litigation had already devoted enormous efforts and resources to the litigation of this case.

        4.      Rule 28-106.204(2), Florida Administrative Code, uses the term “shall” when

describing the time frame within which a Motion to Dismiss must be filed. Florida law is clear that

the use of the term “shall” identifies a mandatory rather than a permissive requirement, and as a result

CSD was required to file its Motion within 20 days after service of the Petition. (See for example The

Florida Bar v. Trazenfeld, 833 So. 2d 734, 738 (Fla. 2002) where the Court stated that ‘[t]he word

“may” when given its ordinary meaning denotes a permissive term rather than the mandatory

connotation of the word “shall.”’). CSD neither argues any exception to that mandatory filing

requirement, nor does its Motion in any way suggest that any possible exception would apply in this

instance. The Motion should be denied as it is facially deficient by virtue of its failure to comply with

the clearly stated time limitations in the Rule. The Commission need not look any further in properly

denying the CSD Motion.

        5.      In addition to the foregoing, the substantive arguments raised by CSD in its Motion to

Dismiss are completely without merit and essentially ignore the relevant statutes, rules, case law,

logic, and years of regulatory practice before this Commission. Further, the issue raised by CSD’s

Motion to Dismiss (i.e., the use of projected test years in this case) has been extensively addressed in

this case in pleadings, correspondence, and other communications involving FPL, the Commission

and its Staff, and the Office of Public Counsel. The Commission has already provided its interim

approval of the calendar year 2010 as the test year (see letter from Chairman Matthew Carter II dated

December 23, 2008) with the caveat that the “approval of the test year is interim in nature and will be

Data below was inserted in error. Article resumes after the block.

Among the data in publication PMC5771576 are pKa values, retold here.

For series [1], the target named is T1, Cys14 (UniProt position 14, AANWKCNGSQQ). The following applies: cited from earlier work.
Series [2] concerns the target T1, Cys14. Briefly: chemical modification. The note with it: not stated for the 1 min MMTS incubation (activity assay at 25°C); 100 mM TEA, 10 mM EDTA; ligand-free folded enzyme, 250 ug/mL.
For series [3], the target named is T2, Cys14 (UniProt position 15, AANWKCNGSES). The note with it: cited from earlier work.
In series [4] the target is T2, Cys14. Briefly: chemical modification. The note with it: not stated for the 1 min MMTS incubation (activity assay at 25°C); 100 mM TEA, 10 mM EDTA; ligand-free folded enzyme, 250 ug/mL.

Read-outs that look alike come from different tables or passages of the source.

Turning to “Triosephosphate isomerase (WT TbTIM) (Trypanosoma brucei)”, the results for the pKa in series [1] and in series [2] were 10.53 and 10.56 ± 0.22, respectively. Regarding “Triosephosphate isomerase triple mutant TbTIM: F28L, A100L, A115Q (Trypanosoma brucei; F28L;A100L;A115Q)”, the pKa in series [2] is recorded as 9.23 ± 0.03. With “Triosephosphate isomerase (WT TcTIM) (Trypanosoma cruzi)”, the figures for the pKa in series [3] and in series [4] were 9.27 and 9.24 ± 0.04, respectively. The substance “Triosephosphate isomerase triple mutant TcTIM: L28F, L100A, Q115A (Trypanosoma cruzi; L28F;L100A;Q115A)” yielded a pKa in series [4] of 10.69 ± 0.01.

an issue subject to deliberation during the evidentiary proceeding.”




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        6.      Setting aside for the moment the fact that the Motion to Dismiss is time barred and

should be summarily denied on that basis alone, the Motion incorrectly argues that this Commission

does not have the authority to establish rates for an electric utility such as FPL on the basis of

projected test years. CSD’s arguments misconstrue both the controlling statutes and case law, while at

the same time completely ignoring the Florida Supreme Court opinion most directly on point to the

issues CSD attempts to raise in its Motion.

        7.      In Southern Bell Telephone and Telegraph Company v. Florida Public Service

Commission, 443 So. 2d 92 (Fla. 1983), cited by FPL in its letter to the Commission of December 22,

2008 and in paragraph 18 of FPL’s Petition for Rate Increase, but completely ignored by CSD in its

Motion to Dismiss, the Florida Supreme Court left no question about the propriety of using projected

test years as an appropriate ratemaking tool in utility rate cases. Southern Bell is directly on point to

the case at issue here, and if the Commission does not deny the CSD Motion to Dismiss for failure to

comply with Rule 28-106.204, the principles directly addressed by the Southern Bell court mandate

denial of the CSD Motion.

        8.      In Southern Bell, the telephone company sought an increase in rates based upon a

projected test year. The Public Service Commission authorized a rate increase, but for a number of

reasons more fully discussed in the opinion, Southern Bell appealed. The Citizens of the State of

Florida filed a cross-appeal on the following specific issue:        “[T]he Citizens contend that the

Commission’s order departed from the essential requirements of law because it based Bell’s rate

increase on a projected test year, which is not subject to verification by audit.” Southern Bell at page

94.




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        9.       In a unanimous opinion, the Supreme Court squarely rejected this position and

unequivocally affirmed the propriety of the use of the projected test year in rate cases when it stated